The benefits of all of this are that people can get a much more direct understanding of what is happening in the reservoir, and get better quality data streams to export into reservoir models.
And if the data is more trusted, more people in the organisation will use it.
The technology has been developed outside the oil and gas industry for the past 20 years. It is used in many other industries, but IO-hub has exclusivity to sell it in the energy industry.
IO-hub thinks that the service should be particularly useful for distributed temperature sensing (DTS), pressure / temperature and flow data, data from electrical submersible pumps and drilling data.
The raw data is sent to IO-hub’s service, and a “validated” data stream, with additional information, comes back together with a trend analysis and decision support tools. IO-hub also offers optional services to store the data, and provide notifications about exceptions in the data stream.
IO-hub is currently working with an (unnamed) oil and gas company to get everything working.
The company CEO is Philippe Flichy, who was previously VP business development with Merrick Systems, and a digital solution manager at Schlumberger. He was also intranet manager for the 2002 Salt Lake City Winter Olympics.
The CFO is Robert Flavin, previously CFO of Sequent Energy; the CTO is Thomas Lovell, previously a Senior Engineer with Foster Miller. The Director of Applied Technology is Rick Mauro, a Director at Endeavor Management, formerly with Landmark and Mobil.
The algorithms look at the level of “'information entropy" or disorder in the information.
This means that when trying to work out what is actually happening (when presented with a series of readings), the computer can work out a trend which fits the points according to their complexity, rather than an average of the points.
Usual streams of data from oilfield sensors contain outliers, where, for a short time, the sensor reading spikes. A decision needs to be made about if this indicates that something is wrong in the well, or if it is a short term problem with the sensor, or if the apparent outlier represents a real event.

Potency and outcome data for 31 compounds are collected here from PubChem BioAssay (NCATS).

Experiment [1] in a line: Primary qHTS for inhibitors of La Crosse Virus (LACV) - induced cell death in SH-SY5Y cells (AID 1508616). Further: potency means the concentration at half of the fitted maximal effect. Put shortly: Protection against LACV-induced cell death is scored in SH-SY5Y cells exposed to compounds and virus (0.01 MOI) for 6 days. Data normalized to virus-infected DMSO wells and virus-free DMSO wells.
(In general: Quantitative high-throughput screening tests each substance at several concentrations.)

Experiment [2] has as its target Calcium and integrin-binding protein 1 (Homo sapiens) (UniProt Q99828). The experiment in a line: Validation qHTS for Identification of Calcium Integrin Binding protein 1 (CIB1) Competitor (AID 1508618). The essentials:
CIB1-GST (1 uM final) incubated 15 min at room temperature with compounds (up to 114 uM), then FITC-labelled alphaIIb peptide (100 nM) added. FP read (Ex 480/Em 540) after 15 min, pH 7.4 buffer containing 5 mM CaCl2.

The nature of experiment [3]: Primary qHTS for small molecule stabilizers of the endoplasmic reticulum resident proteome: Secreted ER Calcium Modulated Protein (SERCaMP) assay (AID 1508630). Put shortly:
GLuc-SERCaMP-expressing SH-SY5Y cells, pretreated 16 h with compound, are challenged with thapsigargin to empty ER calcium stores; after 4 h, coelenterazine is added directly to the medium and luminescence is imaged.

Another common problem is if a sensor gradually loses calibration, which means all the readings from it start to drift.
By calculating data as a multidimensional histogram, you can get an understanding of what is happening – for example if the histogram “data-cloud” gradually moves over time, that may indicate sensor drift; but a change in shape of the blob can indicate something different happening in the reservoir.
You can tell if ‘subtle changes’ in the data indicates something important (or something big about to happen), or if those changes are just a continuation of the noise.
It gets more interesting when you analyse the level and specific mix of complexity in the data. An increase in data complexity isn’t necessarily obvious from looking at the raw data.
For example, the data complexity could change significantly in areas where the raw data amplitudes are low and apparently insignificant.
The algorithm does not follow any specific rules or need pre-defined models - it just aims to provide you with useful information about what is happening in the data, by measuring the complexity of the data and how that is changing. IO-hub is now looking at aggregating many real time data streams to identify correlations between signals.